Berthe Morisot Galleries
Berthe Morisot (January 14, 1841 ?C March 2, 1895) was a painter and a member of the circle of painters in Paris who became known as the Impressionists. Undervalued for over a century, possibly because she was a woman, she is now considered among the first league of Impressionist painters.
In 1864, she exhibited for the first time in the highly esteemed Salon de Paris. Sponsored by the government, and judged by academicians, the Salon was the official, annual exhibition of the Acad??mie des beaux-arts in Paris. Her work was selected for exhibition in six subsequent Salons until, in 1874, she joined the "rejected" Impressionists in the first of their own exhibitions, which included Paul C??zanne, Edgar Degas, Claude Monet, Morisot, Camille Pissarro, Pierre-Auguste Renoir, and Alfred Sisley. It was held at the studio of the photographer Nadar.
She became the sister-in-law of her friend and colleague, Édouard Manet, when she married his brother, Eugene.
Related Paintings of Berthe Morisot :. | Child among Staked Roses | Isle of Wight | Mother and Sister of the Artist | At the ball | Artist-s monther and his sister |
Related Artists:LEYSTER, Judith
Dutch Baroque Era Painter, 1609-1660
Dutch painter. A brewer's daughter, she had gained membership in the Haarlem painters' guild by age 24. Many of her known works, primarily portraits, genre paintings, and still lifes, were formerly attributed to her male contemporaries. Though the influence of Frans Hals is clear, she was also interested in the Baroque style of the Utrecht school. She embraced a greater range of subjects than other Dutch painters of the era Cary, William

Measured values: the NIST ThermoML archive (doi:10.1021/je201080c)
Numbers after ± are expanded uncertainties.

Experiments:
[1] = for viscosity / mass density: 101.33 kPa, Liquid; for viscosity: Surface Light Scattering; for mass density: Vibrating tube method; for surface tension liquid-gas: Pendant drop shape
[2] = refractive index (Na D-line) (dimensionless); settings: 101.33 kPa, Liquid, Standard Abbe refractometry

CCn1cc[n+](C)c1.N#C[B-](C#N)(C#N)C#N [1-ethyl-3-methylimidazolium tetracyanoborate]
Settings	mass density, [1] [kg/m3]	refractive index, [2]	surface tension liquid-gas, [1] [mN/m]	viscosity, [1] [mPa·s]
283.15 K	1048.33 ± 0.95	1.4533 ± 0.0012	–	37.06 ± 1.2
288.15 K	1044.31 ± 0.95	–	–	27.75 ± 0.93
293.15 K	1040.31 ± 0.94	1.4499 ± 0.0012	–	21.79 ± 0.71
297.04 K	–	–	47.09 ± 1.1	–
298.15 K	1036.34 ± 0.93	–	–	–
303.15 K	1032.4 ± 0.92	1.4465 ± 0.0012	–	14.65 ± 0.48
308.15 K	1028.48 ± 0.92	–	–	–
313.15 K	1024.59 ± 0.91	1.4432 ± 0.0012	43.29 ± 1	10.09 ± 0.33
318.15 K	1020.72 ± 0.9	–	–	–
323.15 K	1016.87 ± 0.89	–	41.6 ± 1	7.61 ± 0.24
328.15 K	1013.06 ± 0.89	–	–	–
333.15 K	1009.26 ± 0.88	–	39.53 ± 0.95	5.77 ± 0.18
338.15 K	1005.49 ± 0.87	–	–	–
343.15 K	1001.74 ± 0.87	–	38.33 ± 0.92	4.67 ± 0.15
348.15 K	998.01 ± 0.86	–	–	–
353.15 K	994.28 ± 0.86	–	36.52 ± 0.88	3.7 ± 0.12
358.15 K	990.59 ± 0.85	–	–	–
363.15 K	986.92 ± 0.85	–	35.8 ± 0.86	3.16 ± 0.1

was a French artist of French-Italian parents and was born in Paris on December 11, 1854. He is recognized as a master of French impressionist street scenes spanning four decades. His work is sought out by collectors all over the world. Well-known in France, his paintings of the early 1900s accurately represent the era in which he lived: a happy, bustling Paris, la Belle Époque, with horse-drawn carriages, trolley cars and its first omnibuses. Galien-Laloue's works are valued not only for their contribution to 20th century art, but for the actual history, which they document. He was a populariser of street scenes, usually painted in autumn or winter. His work can be seen at the Musee des Beaux-Arts, Louvier; Musee des Beaux-Arts, La Rochelle; Mulhouse, France. Galien-Laloue has inspired and influenced many of yesterday's and today's artists, including renowned French impressionists Edouard Leon Cortes and Antoine Blanchard. A typical Galien-Laloue painting depicts sidewalks and avenues crowded with people or tourists mingling before the capital's monuments. He also painted the landscapes of Normandy and Seine-et-Marne, as well as military scenes he was commissioned to produce in 1914. The Republic of France selected Galien-Laloue to work as a 'war artist,' both during the Franco-Prussian War and World War I, chiefly in watercolor. "He was originally trained as an architect, but did not enjoy the promotional aspects of the profession. Under the tutelage of Charles Laloue, he quickly gained fame as an artist, specializing in watercolor and gouache." "Galien-Laloue mastered the depiction of the Belle Epoque Paris street scene, much in the vein of Jean Beraud (1849-1936) or James Jacques Tissot (1836-1902). He portrayed Paris at its best: irresistible shops, boulevards and "quartiers". With delicate line and dramatic lighting, Galien-Laloue documented the daily bustle of one of the world's most beautiful cities, Paris."